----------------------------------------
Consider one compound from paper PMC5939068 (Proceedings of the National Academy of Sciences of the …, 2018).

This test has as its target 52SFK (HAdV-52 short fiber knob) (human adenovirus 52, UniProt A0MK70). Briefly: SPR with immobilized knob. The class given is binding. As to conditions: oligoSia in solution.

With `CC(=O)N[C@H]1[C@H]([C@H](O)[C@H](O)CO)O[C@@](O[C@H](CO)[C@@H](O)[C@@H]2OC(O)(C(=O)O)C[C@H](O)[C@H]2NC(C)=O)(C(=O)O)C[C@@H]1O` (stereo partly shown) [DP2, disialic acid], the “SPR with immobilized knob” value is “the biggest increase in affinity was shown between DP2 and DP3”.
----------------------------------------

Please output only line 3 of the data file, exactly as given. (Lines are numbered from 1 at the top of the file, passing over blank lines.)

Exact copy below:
With `CC(=O)N[C@H]1[C@H]([C@H](O)[C@H](O)CO)O[C@@](O[C@H](CO)[C@@H](O)[C@@H]2OC(O)(C(=O)O)C[C@H](O)[C@H]2NC(C)=O)(C(=O)O)C[C@@H]1O` (stereo partly shown) [DP2, disialic acid], the “SPR with immobilized knob” value is “the biggest increase in affinity was shown between DP2 and DP3”.